The announcement was made last night by British Foreign Secretary William Hague at an event hosted by Britain’s ambassador to Israel Matthew Gould celebrating scientific collaboration between the UK and Israel.
The Foreign Secretary emphasised the importance of science in the relationship between the two countries. He hailed science as “one of the cornerstones of the relationship between Britain and Israel” and added “both are countries that have built up our economies and our identity through being leaders in science and technology”
Israel’s Minister of Science and Technology, Professor Daniel Hershkowitz said:
“The scientific cooperation agreement with Britain, like similar agreements with other countries, is additional proof of Israel’s status as a world scientific power. I place very great importance on international scientific cooperation in general and cooperation with Britain in particular. The language of science bridges differences and gaps between peoples and different world societies and cooperation between Israel and Britain will advance not only these two countries, but the entire world.”
The ten chosen projects address a wide range of topics within the field of the environment covering conservation of the coral reef in the Red Sea, the development of bio-renewable resources to replace non-degradable petroleum-based plastics and crop productivity to safeguard sustainable agriculture. The projects were selected for their innovation, the strength of the collaboration and the long term prospects for continuing the project and its potential impact.
David Willetts, Britain’s Minister for Universities and Science voiced his support for the scheme:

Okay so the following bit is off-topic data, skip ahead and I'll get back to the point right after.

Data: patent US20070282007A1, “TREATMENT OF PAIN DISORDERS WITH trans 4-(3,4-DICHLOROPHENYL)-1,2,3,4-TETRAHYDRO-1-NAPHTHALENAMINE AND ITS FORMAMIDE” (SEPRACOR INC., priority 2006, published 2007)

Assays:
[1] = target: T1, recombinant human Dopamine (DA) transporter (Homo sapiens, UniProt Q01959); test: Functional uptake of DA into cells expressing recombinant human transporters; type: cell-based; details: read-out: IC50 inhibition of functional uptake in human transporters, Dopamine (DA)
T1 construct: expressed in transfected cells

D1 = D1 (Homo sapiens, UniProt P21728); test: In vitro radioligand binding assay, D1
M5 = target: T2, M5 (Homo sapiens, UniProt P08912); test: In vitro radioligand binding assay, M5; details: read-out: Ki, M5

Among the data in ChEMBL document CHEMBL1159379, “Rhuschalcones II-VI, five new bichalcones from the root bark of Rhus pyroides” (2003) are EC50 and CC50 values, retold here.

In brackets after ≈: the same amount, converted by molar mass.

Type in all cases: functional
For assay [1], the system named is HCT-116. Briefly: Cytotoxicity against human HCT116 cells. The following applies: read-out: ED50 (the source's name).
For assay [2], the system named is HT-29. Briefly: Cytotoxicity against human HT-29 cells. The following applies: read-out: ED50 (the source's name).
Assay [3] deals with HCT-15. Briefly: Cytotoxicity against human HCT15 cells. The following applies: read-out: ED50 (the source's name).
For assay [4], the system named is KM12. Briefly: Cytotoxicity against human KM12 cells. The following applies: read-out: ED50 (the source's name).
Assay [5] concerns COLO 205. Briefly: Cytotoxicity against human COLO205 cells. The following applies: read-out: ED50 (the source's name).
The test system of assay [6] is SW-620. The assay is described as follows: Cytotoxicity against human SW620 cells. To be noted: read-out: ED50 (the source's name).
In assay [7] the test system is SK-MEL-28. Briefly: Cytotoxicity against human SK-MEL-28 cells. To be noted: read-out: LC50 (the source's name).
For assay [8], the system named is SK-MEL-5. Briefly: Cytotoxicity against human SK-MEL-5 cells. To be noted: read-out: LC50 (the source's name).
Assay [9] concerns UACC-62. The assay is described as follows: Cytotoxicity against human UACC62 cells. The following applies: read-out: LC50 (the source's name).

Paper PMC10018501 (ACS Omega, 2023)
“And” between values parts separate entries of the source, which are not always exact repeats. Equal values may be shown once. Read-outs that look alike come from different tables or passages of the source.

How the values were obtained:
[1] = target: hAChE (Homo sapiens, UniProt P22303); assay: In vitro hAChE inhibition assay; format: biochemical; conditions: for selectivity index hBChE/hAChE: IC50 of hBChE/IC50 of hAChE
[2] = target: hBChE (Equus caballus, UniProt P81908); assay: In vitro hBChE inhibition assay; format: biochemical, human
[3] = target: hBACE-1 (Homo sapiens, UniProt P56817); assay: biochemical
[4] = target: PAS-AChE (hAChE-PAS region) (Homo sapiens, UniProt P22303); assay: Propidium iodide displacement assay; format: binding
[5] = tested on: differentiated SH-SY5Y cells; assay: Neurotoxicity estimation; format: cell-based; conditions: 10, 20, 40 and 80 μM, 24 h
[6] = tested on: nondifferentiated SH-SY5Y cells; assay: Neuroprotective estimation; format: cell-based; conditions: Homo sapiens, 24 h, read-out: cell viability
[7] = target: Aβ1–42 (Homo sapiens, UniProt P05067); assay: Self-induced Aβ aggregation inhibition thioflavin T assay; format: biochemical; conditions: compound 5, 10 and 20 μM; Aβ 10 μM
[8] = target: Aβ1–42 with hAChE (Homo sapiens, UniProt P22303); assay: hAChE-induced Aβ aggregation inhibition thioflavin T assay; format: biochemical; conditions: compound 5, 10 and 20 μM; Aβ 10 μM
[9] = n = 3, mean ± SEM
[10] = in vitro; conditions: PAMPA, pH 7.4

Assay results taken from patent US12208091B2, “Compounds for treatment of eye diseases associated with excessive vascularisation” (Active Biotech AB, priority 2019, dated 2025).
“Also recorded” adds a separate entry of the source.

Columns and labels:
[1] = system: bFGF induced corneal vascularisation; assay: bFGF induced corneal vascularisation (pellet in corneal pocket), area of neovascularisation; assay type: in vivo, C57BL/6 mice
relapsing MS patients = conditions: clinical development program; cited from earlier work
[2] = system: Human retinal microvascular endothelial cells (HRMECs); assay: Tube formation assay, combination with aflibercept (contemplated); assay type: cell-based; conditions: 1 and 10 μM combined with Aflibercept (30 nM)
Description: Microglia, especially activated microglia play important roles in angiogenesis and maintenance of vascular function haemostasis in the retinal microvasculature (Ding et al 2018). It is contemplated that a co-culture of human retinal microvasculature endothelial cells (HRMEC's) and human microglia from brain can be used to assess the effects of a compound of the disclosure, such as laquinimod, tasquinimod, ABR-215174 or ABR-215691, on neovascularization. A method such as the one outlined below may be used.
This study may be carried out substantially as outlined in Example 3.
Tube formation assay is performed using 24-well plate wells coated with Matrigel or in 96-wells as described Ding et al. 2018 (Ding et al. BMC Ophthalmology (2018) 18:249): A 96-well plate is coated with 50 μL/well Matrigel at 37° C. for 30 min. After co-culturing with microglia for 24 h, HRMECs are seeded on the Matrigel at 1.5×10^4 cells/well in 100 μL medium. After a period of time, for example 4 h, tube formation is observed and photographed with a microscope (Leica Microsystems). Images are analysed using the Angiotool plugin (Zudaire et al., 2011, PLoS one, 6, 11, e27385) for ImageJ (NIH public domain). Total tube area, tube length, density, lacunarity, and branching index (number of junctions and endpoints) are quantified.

“I am keen to maximise the contribution that science and research can make to the UK’s economic recovery,” he said. “Developing co-authored research of the highest quality is one way to do that, so I welcome initiatives such the Britain-Israel Research and Academic Exchange programme. The appetite for collaboration that exists between the higher education institutions in our countries is clearly very healthy. I hope to see even more high-quality joint-research between the UK and Israel in the future.”
British Council Israel Director Dr. Simon Kay emphasised the importance of the relationships being built between Israeli and British academics as a result of BIRAX:
“We deliberately designed a scheme which promotes dialogue by awarding grants for visits between research groups in the UK and Israel. Science is the heart of the BIRAX but building relationships between academics is what gives the scheme life. We thank our partners in particular Pears Foundation, UJIA as well as government and academics from the UK and Israel who enable BIRAX to happen.”
Trevor Pears, Executive Chair of Pears Foundation said:
“We are delighted to see our partnership with the British Council continue to deepen academic cooperation and research between Britain and Israel. We hope that these links will continue to grow and flourish for many years to come for the benefit of Britain, Israel and the world.”
Previous BIRAX recipients have lauded the scheme which funds visits between institutions in the UK and Israel and enables the building of deeper, lasting relationships between scientists with similar interests. Dr Maya Schuldiner from the Weizmann Institute whose grant has enabled joint research with colleagues from the University of Manchester into the genes that are responsible for maintaining the appropriate level of acidity essential for the vitality of yeast cells says “BIRAX has allowed us to think better and to work better … but I think maybe the most important gift of all is the gift of friendship”.